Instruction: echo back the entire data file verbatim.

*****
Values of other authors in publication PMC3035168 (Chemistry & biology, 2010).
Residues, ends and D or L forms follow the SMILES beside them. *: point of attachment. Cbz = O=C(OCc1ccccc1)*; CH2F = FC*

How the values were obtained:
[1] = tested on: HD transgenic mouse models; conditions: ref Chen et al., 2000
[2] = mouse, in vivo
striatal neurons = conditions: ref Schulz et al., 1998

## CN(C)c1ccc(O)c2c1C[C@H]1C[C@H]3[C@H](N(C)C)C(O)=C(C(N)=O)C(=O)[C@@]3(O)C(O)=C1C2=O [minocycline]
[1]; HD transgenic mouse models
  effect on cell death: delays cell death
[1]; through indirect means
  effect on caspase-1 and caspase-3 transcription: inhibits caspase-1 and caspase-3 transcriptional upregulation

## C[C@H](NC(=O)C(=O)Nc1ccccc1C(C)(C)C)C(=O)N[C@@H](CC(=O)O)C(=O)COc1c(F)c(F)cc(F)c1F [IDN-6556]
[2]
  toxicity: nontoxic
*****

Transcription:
Values of other authors in publication PMC3035168 (Chemistry & biology, 2010).
Residues, ends and D or L forms follow the SMILES beside them. *: point of attachment. Cbz = O=C(OCc1ccccc1)*; CH2F = FC*

How the values were obtained:
[1] = tested on: HD transgenic mouse models; conditions: ref Chen et al., 2000
[2] = mouse, in vivo
striatal neurons = conditions: ref Schulz et al., 1998

## CN(C)c1ccc(O)c2c1C[C@H]1C[C@H]3[C@H](N(C)C)C(O)=C(C(N)=O)C(=O)[C@@]3(O)C(O)=C1C2=O [minocycline]
[1]; HD transgenic mouse models
  effect on cell death: delays cell death
[1]; through indirect means
  effect on caspase-1 and caspase-3 transcription: inhibits caspase-1 and caspase-3 transcriptional upregulation

## C[C@H](NC(=O)C(=O)Nc1ccccc1C(C)(C)C)C(=O)N[C@@H](CC(=O)O)C(=O)COc1c(F)c(F)cc(F)c1F [IDN-6556]
[2]
  toxicity: nontoxic